Check out Part 1 here and Part 3 here.


22 thoughts on “The Wonderful Color Wheel: Part 2

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  3. Babs Loyd

    Thank you for your research into this fabulous subject.  I am intrigued by the 7 colors of the prism discovered by Isaac Newton. Can you explain why the prism includes what he called Indigo, whereas the rainbow has only 6 colors, red, orange, yellow, green, blue, and violet?

  4. Jude Stewart

    Alan: thanks so much for your comment. Here’s a perfect example of that old adage defining journalists as people either brave or foolish enough to educate themselves in public. I wrote this series in stages, one after another, and learned a lot more as I went along – and from what I learned, you’re absolutely correct. Thanks for correcting the public record on this.
    As much as I did learn writing this, I skipped plenty of other figures in the history of color-wheels that seemed less central to the narrative’s main thrust…but I’m sure I didn’t cover them all. Please let me know if you can think of any other folks we should include in this round-up! I would love to reprise it with a part 4.
    Best, Jude

  5. Alan Taylor

    “…Mayer lives on in our modern incarnations of color as CMYK (cyan-magenta-yellow-black/white). Any crackling cathode-ray television with its glowing color pixels operates more or less according to his precepts…”
    This is not strictly true. Mayer lives on exactly as it was with the primaries of Red, Blue and Yellow (RBY) – the only system that works with opaque colour. CMYK is a quite different system designed for transparent printing inks when used on a white surface. Televisions use yet a third system, RGB (red, green, blue) which are the primaries for light. 

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  12. Jude Stewart Post author

    Glad you liked it, folks. Jane, we’re already planning a part 3 of this series soon, to bring the color-wheels history into the present. Ridgeway would make a great addition to that – thanks for the suggestion!

    Muriel and Kit: I’m reading Bright Earth by Phillip Ball right now, an excellent history of colors as pigments. Ball is a science writer, so he’s writing a parallel history of art’s developments as they relate to developments in paints and art-materials. Anyhow, in an early chapter he explains the difference between additive colors and subtractive colors – additive are those colors made by mixing colored lights, subtractive colors are those made by mixing physical pigments. Sometimes the results of color-mixtures between the two are surprisingly divergent, but one theme he mentions is that mixing physical colors (subtractive) always tends to produce darker shades than the original ones. Maybe that explains your dark-purple result…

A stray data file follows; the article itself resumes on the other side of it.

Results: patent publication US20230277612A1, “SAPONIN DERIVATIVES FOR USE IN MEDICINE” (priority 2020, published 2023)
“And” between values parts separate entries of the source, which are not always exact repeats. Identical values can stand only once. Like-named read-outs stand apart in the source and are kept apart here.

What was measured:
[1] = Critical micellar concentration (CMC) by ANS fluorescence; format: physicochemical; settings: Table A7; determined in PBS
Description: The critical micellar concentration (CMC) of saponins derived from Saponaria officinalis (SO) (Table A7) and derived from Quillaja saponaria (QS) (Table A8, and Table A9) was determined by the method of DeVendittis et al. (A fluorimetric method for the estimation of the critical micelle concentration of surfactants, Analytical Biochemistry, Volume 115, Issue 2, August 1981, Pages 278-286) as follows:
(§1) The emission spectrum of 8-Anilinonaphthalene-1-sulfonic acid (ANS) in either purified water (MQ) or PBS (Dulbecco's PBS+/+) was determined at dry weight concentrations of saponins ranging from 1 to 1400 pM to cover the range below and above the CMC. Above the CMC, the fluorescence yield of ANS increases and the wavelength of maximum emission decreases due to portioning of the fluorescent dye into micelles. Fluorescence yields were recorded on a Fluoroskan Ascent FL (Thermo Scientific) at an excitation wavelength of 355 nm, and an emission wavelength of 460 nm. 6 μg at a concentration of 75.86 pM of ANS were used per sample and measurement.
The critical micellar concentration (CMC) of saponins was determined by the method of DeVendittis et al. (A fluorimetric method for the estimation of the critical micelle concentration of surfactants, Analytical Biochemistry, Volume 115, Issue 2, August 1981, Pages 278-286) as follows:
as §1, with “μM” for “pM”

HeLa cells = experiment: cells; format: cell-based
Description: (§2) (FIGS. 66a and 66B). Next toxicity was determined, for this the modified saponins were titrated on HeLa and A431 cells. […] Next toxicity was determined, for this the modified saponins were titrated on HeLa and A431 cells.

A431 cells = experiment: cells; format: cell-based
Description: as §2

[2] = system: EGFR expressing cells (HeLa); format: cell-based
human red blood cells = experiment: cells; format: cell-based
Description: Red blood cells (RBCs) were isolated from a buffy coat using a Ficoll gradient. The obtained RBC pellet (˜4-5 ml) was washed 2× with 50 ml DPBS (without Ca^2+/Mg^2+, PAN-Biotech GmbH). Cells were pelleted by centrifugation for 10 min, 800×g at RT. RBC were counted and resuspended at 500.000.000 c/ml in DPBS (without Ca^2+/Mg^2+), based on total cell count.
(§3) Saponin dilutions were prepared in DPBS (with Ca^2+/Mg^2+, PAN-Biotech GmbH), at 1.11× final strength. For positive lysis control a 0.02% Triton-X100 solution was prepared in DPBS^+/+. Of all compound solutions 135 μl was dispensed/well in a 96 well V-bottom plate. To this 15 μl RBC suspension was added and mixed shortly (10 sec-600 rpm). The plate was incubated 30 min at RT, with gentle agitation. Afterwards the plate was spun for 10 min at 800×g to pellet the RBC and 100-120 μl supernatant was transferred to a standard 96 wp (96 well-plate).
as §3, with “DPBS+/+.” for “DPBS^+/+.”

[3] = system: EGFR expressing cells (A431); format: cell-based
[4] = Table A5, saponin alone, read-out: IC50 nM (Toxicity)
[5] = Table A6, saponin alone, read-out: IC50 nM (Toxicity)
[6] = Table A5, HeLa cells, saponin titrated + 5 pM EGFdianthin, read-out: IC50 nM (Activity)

13. Muriel Areno

    @Kit: I remember having trouble making purple as a child, not green. The blue and red in my small gouache kit made some dark shade that I did not accept as purple.
    Thanks for this piece. The illustrations are just wonderful.

  14. Jane

    Good articles. Perhaps if there is a third – you would consider Robert Ridgeway who in 1912 published Color Standards and Color Nomenclature – in which he printed 1115 original colors with given names.
    To Kit: Wilcox’s book also discusses the need to understand what comprises a specific yellow and a specific blue so as to predict what type of green will result from the mix.

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  17. Kit Kellison

    I was hoping to see something about the work “Yellow and Blue Do Not Make Green,” by Michael Wilcox. It states that when mixing pigments, that there doesn’t exist a pure yellow and pure blue that will create a pure green. You pretty much have to mix a bluish green with a yellowish green to get a pure green.

  18. Kris

    What a great series. Beautiful, informative snippets. Steve’s perspective is particularly enlightening regarding the Munsell model.
    Thanks for the extensive links for further exploration. For one who is so sensitive to color as I, they provide a delightful journey.

  19. Jude Stewart

    Thanks for your comments, folks. I’m relatively new to this history, so it’s fantastic to get more precise perspectives like Steve’s as to how math, cognition and color theory all comes together. Glad you both enjoyed it!

  20. Steve Linberg

    The Munsell color space is cylindrical only in theory. The human visual system can perceive only part of this space, starting at the neutral core where colors have no hue or chroma, and then radiating outwards to different limits of chroma perception depending on hue and value. Human eyes have more sensitivity to green, yellow and orange wavelengths than red, blue or violet, so we perceive those colors as “light” and we can see more of the high-chroma colors at high (light) values; we perceive blues and violets as darker and the strongest chromas at the lower end of the value range. This results in a lopsided and irregular subset of the theoretical cylinder, “heavy” towards yellow at the light end and towards purple at the low end. Color models that attempt to project the visible color range into perfect shapes like spheres or cylinders distort the perceptual color space; Munsell tried to map out what we could actually see, minimizing distortion in a highly successful effort to be accurate. Describing it as “cylindrical” is an unfortunate error, since the mistaken notion of uniformity of the visible color space is one of the primary errors he was trying to correct.